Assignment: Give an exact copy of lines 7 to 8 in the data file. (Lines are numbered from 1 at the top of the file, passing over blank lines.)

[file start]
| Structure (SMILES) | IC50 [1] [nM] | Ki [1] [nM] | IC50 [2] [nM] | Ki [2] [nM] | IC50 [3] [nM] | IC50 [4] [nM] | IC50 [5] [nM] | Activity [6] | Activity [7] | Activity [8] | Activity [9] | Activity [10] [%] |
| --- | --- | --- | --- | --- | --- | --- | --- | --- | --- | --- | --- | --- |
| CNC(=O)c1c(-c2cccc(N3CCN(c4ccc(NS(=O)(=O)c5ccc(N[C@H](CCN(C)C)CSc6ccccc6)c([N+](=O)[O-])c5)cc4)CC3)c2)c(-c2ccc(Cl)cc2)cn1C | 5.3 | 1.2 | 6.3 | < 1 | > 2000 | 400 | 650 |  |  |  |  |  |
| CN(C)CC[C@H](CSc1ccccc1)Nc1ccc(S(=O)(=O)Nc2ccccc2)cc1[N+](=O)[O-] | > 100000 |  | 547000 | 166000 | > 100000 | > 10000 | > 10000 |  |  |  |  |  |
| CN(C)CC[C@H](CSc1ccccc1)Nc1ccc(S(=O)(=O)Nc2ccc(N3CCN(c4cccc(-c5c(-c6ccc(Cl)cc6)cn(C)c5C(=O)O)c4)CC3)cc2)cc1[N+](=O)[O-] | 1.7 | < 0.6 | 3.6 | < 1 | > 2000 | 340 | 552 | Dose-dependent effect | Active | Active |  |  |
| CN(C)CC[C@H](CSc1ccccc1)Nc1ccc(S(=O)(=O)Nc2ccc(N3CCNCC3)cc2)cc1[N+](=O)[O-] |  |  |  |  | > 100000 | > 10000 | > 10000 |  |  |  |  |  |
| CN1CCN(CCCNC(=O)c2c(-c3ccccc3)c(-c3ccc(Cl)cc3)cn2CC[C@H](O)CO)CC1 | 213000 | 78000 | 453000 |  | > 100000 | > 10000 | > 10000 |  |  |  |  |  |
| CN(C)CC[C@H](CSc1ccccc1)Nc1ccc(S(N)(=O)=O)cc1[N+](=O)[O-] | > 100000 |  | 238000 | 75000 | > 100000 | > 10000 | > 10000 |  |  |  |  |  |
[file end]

| CN1CCN(CCCNC(=O)c2c(-c3ccccc3)c(-c3ccc(Cl)cc3)cn2CC[C@H](O)CO)CC1 | 213000 | 78000 | 453000 |  | > 100000 | > 10000 | > 10000 |  |  |  |  |  |
| CN(C)CC[C@H](CSc1ccccc1)Nc1ccc(S(N)(=O)=O)cc1[N+](=O)[O-] | > 100000 |  | 238000 | 75000 | > 100000 | > 10000 | > 10000 |  |  |  |  |  |